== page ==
I took a class last year in which we looked at the way people vote. One theory explored the way people react to the seemingly infinite amount of information that is thrown at them during an election. Instead of sifting through all the information, most voters latch onto ideologies and vote for a package of ideas rather than just one issue at a time.
This can be quite useful in general because no one wants to spend all their time looking at election platforms. Unfortunately, however, it has also led many people to make knee-jerk decisions regarding some incredibly important social issues.
For example, over the past couple years I have been dismayed to watch as the issues of prostitution and human trafficking moved from being something that most people would discuss openly, to becoming a polarized conversation stopper. Participation in prostitution became a right, and only people who had a problem with sex would try to criminalize its purchase. Canada’s adoption of the Nordic model, which would criminalize the purchase of sex but decriminalize its sale, was seen as a backwards move. The victims of human trafficking disappeared from the discussion.
This same pattern is present in the euthanasia and assisted suicide debate, as many have embraced these issues as a progressive ideal. Meanwhile those of us who approach this issue out of concern for our elders and those with a disability or mental illness have suddenly found ourselves labelled as out of touch.
It’s not the fact that these issues have entered the political realm that bothers me; they absolutely need to be discussed at all levels of politics. What bothers me is that we have skipped over having a national discussion, and have instead jumped to labelling. When national polls are taken, sometimes I feel participants might as well be asked: “Are you a progressive who supports prostitution/euthanasia/freedom, or an old fuddy-duddy?”
Popular culture’s tendency to dismiss anyone who does not support “progressive” ideology is becoming even more problematic as we try to address the policy challenges presented by the legalization of euthanasia. The Carter decision took the reckless step of opening the door to euthanasia, and there are many issues that remain to be resolved: Will people who struggle with depression be able to access euthanasia? Will doctors be compelled to participate in it? Will publicly funded faith-based hospitals and long-term care homes be able to decline providing it?
In an attempt to address these questions, two public consultations have been opened, one by the government of Canada and the other by the government of Ontario. To the untrained eye, this may simply seem redundant. But if you look a little closer, you will notice that the national consultation’s panel consists of three people who have previously stated their opposition to euthanasia and assisted suicide, while the Ontario group seems to draw heavily on euthanasia advocates.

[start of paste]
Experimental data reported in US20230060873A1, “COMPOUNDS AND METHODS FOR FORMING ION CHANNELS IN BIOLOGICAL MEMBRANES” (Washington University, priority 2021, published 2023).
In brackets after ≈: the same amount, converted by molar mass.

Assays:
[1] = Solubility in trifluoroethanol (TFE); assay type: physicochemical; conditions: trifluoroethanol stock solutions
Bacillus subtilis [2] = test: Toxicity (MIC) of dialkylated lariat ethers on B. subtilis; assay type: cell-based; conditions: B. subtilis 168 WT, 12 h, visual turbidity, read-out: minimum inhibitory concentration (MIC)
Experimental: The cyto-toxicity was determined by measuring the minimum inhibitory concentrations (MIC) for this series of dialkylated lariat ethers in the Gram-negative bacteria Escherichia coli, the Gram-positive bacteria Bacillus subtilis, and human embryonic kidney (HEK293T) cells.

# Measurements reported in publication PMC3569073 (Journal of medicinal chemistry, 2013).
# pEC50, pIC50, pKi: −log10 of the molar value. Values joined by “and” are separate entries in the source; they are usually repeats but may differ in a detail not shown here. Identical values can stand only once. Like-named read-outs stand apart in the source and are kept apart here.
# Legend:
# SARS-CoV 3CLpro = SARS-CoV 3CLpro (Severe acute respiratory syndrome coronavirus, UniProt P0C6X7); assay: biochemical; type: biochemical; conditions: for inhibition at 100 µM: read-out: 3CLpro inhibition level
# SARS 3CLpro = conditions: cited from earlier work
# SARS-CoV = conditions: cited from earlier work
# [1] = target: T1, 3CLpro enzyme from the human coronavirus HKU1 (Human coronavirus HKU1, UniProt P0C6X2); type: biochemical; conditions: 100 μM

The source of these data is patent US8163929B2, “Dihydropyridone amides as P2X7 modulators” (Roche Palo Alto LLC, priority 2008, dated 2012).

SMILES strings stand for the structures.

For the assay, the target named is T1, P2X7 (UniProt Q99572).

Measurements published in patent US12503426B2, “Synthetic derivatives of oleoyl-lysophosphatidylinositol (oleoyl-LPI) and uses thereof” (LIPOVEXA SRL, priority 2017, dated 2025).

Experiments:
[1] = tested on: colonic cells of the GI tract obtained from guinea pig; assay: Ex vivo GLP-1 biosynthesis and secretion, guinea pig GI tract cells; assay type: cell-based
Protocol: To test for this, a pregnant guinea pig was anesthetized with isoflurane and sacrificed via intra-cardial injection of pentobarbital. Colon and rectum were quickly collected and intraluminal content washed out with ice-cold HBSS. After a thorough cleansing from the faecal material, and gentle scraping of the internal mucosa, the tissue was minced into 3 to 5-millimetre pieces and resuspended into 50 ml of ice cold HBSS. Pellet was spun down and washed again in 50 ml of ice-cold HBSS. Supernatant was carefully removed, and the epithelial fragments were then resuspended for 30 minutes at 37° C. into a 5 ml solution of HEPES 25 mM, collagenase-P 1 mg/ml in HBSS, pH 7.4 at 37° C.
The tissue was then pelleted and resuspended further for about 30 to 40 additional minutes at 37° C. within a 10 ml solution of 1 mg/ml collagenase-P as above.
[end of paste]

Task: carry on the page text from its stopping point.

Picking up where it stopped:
The options each consultation will present to our political leaders seem predictable. The real question is: which group will our leaders listen to? In a political climate that does not seem to understand what compromise means, will our leaders be pressured into embracing euthanasia as a progressive treatment that should be widely available to all Canadians? Or will they acknowledge the dangers of euthanasia and adopt policies that favour protecting vulnerable members of our society?
Rather than admitting that the legalization of euthanasia presents real dangers to some Canadians and working together to mitigate those dangers, in the coming months we may instead find ourselves in a shouting match over whether or not the dangers exist in the first place. This pattern is repeating throughout our political system as ideologies become more entrenched on all sides.
Our focus on progressive/regressive labelling makes it difficult for us to have a balanced discussion on the policies that will shape our social landscape because it focuses our attention on which ideology will win instead of on trying to balance the interests of different groups of Canadians. It is my sincere hope that our leaders, whoever they will be after the election, will look beyond ideology to find a way to protect the interests of vulnerable people. The alternative is to silence a set of voices that are already barely above a whisper.
Deutscher holds an MA in Public Ethics from St. Paul University in Ottawa. She is currently pursuing a PhD in Public Policy at the University of Saskatchewan.